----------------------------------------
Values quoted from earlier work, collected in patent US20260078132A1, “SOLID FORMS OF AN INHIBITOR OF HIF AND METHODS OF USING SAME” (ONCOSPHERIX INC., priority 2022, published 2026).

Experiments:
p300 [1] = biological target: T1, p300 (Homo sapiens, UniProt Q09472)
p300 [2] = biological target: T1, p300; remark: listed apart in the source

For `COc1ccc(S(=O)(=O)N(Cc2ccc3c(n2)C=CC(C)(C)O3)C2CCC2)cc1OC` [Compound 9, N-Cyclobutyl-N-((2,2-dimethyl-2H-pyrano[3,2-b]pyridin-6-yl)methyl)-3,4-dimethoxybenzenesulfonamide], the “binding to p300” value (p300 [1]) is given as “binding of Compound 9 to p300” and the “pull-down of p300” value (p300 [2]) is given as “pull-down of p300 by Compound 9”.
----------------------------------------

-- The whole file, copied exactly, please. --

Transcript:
Values quoted from earlier work, collected in patent US20260078132A1, “SOLID FORMS OF AN INHIBITOR OF HIF AND METHODS OF USING SAME” (ONCOSPHERIX INC., priority 2022, published 2026).

Experiments:
p300 [1] = biological target: T1, p300 (Homo sapiens, UniProt Q09472)
p300 [2] = biological target: T1, p300; remark: listed apart in the source

For `COc1ccc(S(=O)(=O)N(Cc2ccc3c(n2)C=CC(C)(C)O3)C2CCC2)cc1OC` [Compound 9, N-Cyclobutyl-N-((2,2-dimethyl-2H-pyrano[3,2-b]pyridin-6-yl)methyl)-3,4-dimethoxybenzenesulfonamide], the “binding to p300” value (p300 [1]) is given as “binding of Compound 9 to p300” and the “pull-down of p300” value (p300 [2]) is given as “pull-down of p300 by Compound 9”.